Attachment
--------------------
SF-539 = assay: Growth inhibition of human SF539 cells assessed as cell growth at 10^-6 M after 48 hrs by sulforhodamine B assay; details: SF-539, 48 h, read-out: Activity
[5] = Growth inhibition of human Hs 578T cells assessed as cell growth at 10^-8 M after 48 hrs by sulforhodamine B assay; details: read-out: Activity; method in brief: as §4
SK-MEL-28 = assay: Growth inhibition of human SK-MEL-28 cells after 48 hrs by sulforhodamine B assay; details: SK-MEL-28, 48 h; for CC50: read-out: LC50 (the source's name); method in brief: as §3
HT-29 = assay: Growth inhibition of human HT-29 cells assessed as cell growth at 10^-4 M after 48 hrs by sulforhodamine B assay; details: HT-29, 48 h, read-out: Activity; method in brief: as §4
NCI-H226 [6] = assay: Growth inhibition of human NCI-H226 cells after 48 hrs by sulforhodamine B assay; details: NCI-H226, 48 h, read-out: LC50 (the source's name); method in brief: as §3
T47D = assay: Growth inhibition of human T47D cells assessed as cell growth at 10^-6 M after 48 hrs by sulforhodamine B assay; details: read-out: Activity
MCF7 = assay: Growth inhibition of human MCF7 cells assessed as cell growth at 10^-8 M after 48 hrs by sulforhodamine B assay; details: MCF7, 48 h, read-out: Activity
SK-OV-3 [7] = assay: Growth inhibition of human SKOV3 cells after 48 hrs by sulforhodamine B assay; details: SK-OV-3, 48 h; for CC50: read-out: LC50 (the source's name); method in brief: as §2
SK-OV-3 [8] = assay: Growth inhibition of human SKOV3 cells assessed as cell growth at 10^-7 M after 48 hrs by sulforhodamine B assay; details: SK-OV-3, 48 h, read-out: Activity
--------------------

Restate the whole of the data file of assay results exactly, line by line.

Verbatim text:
SF-539 = assay: Growth inhibition of human SF539 cells assessed as cell growth at 10^-6 M after 48 hrs by sulforhodamine B assay; details: SF-539, 48 h, read-out: Activity
[5] = Growth inhibition of human Hs 578T cells assessed as cell growth at 10^-8 M after 48 hrs by sulforhodamine B assay; details: read-out: Activity; method in brief: as §4
SK-MEL-28 = assay: Growth inhibition of human SK-MEL-28 cells after 48 hrs by sulforhodamine B assay; details: SK-MEL-28, 48 h; for CC50: read-out: LC50 (the source's name); method in brief: as §3
HT-29 = assay: Growth inhibition of human HT-29 cells assessed as cell growth at 10^-4 M after 48 hrs by sulforhodamine B assay; details: HT-29, 48 h, read-out: Activity; method in brief: as §4
NCI-H226 [6] = assay: Growth inhibition of human NCI-H226 cells after 48 hrs by sulforhodamine B assay; details: NCI-H226, 48 h, read-out: LC50 (the source's name); method in brief: as §3
T47D = assay: Growth inhibition of human T47D cells assessed as cell growth at 10^-6 M after 48 hrs by sulforhodamine B assay; details: read-out: Activity
MCF7 = assay: Growth inhibition of human MCF7 cells assessed as cell growth at 10^-8 M after 48 hrs by sulforhodamine B assay; details: MCF7, 48 h, read-out: Activity
SK-OV-3 [7] = assay: Growth inhibition of human SKOV3 cells after 48 hrs by sulforhodamine B assay; details: SK-OV-3, 48 h; for CC50: read-out: LC50 (the source's name); method in brief: as §2
SK-OV-3 [8] = assay: Growth inhibition of human SKOV3 cells assessed as cell growth at 10^-7 M after 48 hrs by sulforhodamine B assay; details: SK-OV-3, 48 h, read-out: Activity